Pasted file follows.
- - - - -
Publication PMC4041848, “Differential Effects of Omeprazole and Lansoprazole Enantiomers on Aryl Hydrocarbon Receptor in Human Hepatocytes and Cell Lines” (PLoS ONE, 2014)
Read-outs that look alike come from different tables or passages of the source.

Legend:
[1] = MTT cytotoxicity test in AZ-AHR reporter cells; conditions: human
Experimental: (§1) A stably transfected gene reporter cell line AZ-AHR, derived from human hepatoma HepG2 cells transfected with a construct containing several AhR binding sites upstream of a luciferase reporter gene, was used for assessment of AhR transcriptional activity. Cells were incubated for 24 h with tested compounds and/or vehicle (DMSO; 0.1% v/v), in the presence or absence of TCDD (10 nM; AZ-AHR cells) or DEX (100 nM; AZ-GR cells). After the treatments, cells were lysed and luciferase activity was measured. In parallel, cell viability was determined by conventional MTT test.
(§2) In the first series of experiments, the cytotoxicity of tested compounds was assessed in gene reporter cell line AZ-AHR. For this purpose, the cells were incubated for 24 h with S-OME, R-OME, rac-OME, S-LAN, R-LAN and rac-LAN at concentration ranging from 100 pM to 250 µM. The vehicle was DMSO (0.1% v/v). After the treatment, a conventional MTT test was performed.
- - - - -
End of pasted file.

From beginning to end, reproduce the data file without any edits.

Publication PMC4041848, “Differential Effects of Omeprazole and Lansoprazole Enantiomers on Aryl Hydrocarbon Receptor in Human Hepatocytes and Cell Lines” (PLoS ONE, 2014)
Read-outs that look alike come from different tables or passages of the source.

Legend:
[1] = MTT cytotoxicity test in AZ-AHR reporter cells; conditions: human
Experimental: (§1) A stably transfected gene reporter cell line AZ-AHR, derived from human hepatoma HepG2 cells transfected with a construct containing several AhR binding sites upstream of a luciferase reporter gene, was used for assessment of AhR transcriptional activity. Cells were incubated for 24 h with tested compounds and/or vehicle (DMSO; 0.1% v/v), in the presence or absence of TCDD (10 nM; AZ-AHR cells) or DEX (100 nM; AZ-GR cells). After the treatments, cells were lysed and luciferase activity was measured. In parallel, cell viability was determined by conventional MTT test.
(§2) In the first series of experiments, the cytotoxicity of tested compounds was assessed in gene reporter cell line AZ-AHR. For this purpose, the cells were incubated for 24 h with S-OME, R-OME, rac-OME, S-LAN, R-LAN and rac-LAN at concentration ranging from 100 pM to 250 µM. The vehicle was DMSO (0.1% v/v). After the treatment, a conventional MTT test was performed.